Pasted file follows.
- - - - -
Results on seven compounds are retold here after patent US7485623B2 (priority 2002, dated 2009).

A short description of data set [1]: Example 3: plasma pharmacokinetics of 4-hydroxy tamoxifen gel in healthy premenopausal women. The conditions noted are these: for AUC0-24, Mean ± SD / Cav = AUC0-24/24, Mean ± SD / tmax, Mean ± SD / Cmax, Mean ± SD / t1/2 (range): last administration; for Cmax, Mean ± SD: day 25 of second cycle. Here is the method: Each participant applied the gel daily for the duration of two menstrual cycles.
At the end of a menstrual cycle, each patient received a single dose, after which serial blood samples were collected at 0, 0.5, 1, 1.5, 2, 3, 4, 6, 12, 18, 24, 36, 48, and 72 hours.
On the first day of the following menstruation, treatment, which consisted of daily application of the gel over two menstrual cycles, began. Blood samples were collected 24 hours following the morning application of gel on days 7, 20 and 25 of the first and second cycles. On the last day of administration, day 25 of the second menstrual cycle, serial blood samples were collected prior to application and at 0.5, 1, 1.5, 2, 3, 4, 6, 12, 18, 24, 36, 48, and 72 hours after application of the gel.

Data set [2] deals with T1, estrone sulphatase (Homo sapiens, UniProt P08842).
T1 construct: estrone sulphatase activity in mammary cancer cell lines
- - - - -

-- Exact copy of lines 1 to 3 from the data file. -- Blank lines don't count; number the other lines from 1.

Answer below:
Results on seven compounds are retold here after patent US7485623B2 (priority 2002, dated 2009).

A short description of data set [1]: Example 3: plasma pharmacokinetics of 4-hydroxy tamoxifen gel in healthy premenopausal women. The conditions noted are these: for AUC0-24, Mean ± SD / Cav = AUC0-24/24, Mean ± SD / tmax, Mean ± SD / Cmax, Mean ± SD / t1/2 (range): last administration; for Cmax, Mean ± SD: day 25 of second cycle. Here is the method: Each participant applied the gel daily for the duration of two menstrual cycles.
At the end of a menstrual cycle, each patient received a single dose, after which serial blood samples were collected at 0, 0.5, 1, 1.5, 2, 3, 4, 6, 12, 18, 24, 36, 48, and 72 hours.